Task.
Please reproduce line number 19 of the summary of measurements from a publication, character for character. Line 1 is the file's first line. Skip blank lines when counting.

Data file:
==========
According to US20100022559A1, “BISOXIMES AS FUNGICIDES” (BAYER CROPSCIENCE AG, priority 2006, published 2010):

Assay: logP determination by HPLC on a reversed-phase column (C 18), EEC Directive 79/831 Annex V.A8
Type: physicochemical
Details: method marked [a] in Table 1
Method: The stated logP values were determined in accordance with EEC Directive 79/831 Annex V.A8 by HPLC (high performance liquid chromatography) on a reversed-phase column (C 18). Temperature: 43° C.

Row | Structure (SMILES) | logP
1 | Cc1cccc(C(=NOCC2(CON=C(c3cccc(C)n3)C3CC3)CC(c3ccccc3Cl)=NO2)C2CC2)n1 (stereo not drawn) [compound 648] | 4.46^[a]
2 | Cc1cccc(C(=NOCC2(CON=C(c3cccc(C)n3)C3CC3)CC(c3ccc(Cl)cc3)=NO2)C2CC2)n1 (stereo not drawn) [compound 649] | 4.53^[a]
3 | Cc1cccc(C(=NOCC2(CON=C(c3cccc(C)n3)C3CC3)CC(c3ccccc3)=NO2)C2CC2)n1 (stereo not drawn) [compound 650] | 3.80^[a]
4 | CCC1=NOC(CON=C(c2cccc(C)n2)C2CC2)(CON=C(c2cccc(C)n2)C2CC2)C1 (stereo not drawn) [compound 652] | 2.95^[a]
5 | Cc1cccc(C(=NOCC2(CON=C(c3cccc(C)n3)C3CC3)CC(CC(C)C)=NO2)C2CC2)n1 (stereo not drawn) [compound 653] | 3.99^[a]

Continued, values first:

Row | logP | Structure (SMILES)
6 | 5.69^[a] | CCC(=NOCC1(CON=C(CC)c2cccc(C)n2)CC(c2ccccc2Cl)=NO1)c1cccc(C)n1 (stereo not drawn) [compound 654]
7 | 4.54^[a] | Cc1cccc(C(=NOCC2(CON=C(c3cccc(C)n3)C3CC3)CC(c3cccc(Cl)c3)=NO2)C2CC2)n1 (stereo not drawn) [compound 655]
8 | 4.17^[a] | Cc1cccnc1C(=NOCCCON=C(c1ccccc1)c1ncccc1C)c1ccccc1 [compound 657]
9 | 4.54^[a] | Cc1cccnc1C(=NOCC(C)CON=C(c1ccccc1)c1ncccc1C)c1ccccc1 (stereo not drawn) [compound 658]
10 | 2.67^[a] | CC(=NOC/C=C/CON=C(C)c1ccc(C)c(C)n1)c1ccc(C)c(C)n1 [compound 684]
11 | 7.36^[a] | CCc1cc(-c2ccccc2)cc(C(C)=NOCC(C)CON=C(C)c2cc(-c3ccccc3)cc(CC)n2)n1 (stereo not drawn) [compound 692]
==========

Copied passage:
11 | 7.36^[a] | CCc1cc(-c2ccccc2)cc(C(C)=NOCC(C)CON=C(C)c2cc(-c3ccccc3)cc(CC)n2)n1 (stereo not drawn) [compound 692]